“When people are in danger, everyone has a duty to speak out. No one has a right to pass by on the other side.”
This is one of the main messages of “Interventions: A Life in War and Peace”, Kofi Annan’s compellingly written and thought-provoking memoir.
The former United Nations secretary-general discussed the book last Saturday when he was a guest at lit.COLOGNE, an international literary festival in the western German city. But while the audience was impressed by Annan's "aura of authority" and by his eloquence, many people wanted more details about his work and life.
For that, they'll have to read "Interventions". The book gives readers an inside view of international diplomacy during a turbulent period that included the Balkan conflicts and the Iraq War.
Annan, the first sub-Saharan African to hold the UN’s top post, writes candidly about some of the UN’s failed efforts in countries such as Somalia and Rwanda, and he gives absorbing accounts of various political issues and leaders. But he also pays homage to ordinary people around the world who are fighting to improve their lives and live in dignity.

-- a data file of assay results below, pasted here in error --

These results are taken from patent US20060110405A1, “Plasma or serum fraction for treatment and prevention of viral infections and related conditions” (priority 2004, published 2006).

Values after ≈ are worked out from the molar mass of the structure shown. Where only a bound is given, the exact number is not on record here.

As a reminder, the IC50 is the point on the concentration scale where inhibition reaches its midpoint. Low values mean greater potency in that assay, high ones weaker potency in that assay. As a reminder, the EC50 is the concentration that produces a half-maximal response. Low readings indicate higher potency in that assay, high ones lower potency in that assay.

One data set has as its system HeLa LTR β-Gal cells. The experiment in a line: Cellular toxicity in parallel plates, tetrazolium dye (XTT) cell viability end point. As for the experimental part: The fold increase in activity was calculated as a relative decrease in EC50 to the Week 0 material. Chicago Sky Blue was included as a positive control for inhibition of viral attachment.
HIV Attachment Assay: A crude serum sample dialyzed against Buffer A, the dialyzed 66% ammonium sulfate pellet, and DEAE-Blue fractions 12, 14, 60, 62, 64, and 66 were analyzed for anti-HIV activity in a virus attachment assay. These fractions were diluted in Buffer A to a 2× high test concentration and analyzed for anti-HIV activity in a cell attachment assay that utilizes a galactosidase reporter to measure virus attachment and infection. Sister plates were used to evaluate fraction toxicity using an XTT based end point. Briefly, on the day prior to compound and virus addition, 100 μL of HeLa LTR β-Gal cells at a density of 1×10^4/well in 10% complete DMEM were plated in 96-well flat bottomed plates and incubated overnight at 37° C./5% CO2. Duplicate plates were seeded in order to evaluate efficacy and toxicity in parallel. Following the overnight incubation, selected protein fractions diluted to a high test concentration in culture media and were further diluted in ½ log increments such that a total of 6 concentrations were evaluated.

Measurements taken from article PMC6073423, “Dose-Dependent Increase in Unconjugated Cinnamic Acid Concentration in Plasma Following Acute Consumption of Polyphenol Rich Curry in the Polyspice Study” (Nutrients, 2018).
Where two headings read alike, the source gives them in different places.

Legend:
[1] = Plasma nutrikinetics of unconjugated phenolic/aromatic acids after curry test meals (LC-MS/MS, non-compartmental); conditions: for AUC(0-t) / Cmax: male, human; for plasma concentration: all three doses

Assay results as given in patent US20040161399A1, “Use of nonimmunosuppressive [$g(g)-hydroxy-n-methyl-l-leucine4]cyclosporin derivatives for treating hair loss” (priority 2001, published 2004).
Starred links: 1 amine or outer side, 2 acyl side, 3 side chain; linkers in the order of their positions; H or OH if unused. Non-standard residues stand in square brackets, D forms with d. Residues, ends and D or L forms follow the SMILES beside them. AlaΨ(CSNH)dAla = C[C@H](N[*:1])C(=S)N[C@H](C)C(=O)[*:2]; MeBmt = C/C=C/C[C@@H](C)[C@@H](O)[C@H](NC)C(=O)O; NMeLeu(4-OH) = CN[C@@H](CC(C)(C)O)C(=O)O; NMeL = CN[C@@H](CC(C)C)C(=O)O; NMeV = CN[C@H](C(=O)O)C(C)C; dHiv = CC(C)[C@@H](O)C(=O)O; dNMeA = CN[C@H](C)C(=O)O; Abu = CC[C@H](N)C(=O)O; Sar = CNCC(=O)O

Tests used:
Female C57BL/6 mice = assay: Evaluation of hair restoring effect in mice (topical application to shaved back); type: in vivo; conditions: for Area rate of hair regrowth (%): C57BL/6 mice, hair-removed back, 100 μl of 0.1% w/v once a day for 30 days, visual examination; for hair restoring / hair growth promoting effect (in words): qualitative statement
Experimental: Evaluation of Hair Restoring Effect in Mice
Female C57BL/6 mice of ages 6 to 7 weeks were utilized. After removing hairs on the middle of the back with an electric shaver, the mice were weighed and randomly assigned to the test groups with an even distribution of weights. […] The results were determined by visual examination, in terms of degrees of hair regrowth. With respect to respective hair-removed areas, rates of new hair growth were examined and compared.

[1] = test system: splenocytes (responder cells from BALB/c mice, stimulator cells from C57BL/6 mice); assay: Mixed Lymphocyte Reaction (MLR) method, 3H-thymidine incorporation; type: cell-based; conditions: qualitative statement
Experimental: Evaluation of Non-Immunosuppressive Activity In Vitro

"Ultimately, the success of our efforts on the question of intervention should not be measured in wars launched or sanctions imposed but in lives saved," he writes of the UN's peacekeeping missions.
With the question of how to protect civilians in war-torn areas becoming increasingly pertinent, readers will be struck by the complex procedures involved in getting governments to act. But Annan warns that everyone is diminished when the international community stands by and watches as atrocities are committed.
"We as a global community should learn the hard-won lessons of the past, and seek to prevent injustices and inequities from taking root before they lead to crisis and conflict," he stresses.